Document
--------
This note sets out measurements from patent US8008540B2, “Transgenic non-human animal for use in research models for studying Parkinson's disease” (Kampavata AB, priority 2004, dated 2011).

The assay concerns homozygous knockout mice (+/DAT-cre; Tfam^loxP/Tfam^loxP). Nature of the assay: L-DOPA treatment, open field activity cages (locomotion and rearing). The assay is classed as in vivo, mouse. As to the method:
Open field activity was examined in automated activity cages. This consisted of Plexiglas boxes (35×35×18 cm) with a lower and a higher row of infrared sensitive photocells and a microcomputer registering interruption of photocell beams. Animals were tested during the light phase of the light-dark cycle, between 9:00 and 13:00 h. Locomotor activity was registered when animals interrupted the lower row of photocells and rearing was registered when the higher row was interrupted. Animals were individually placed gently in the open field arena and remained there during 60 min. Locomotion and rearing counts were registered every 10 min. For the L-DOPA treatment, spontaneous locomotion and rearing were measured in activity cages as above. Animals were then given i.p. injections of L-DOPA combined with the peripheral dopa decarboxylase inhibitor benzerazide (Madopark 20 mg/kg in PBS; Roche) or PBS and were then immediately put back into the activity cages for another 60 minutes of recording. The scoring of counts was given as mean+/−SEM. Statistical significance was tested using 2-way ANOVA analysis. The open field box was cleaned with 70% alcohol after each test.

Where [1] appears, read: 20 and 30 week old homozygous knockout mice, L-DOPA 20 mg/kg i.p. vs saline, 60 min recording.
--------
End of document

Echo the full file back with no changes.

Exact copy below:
This note sets out measurements from patent US8008540B2, “Transgenic non-human animal for use in research models for studying Parkinson's disease” (Kampavata AB, priority 2004, dated 2011).

The assay concerns homozygous knockout mice (+/DAT-cre; Tfam^loxP/Tfam^loxP). Nature of the assay: L-DOPA treatment, open field activity cages (locomotion and rearing). The assay is classed as in vivo, mouse. As to the method:
Open field activity was examined in automated activity cages. This consisted of Plexiglas boxes (35×35×18 cm) with a lower and a higher row of infrared sensitive photocells and a microcomputer registering interruption of photocell beams. Animals were tested during the light phase of the light-dark cycle, between 9:00 and 13:00 h. Locomotor activity was registered when animals interrupted the lower row of photocells and rearing was registered when the higher row was interrupted. Animals were individually placed gently in the open field arena and remained there during 60 min. Locomotion and rearing counts were registered every 10 min. For the L-DOPA treatment, spontaneous locomotion and rearing were measured in activity cages as above. Animals were then given i.p. injections of L-DOPA combined with the peripheral dopa decarboxylase inhibitor benzerazide (Madopark 20 mg/kg in PBS; Roche) or PBS and were then immediately put back into the activity cages for another 60 minutes of recording. The scoring of counts was given as mean+/−SEM. Statistical significance was tested using 2-way ANOVA analysis. The open field box was cleaned with 70% alcohol after each test.

Where [1] appears, read: 20 and 30 week old homozygous knockout mice, L-DOPA 20 mg/kg i.p. vs saline, 60 min recording.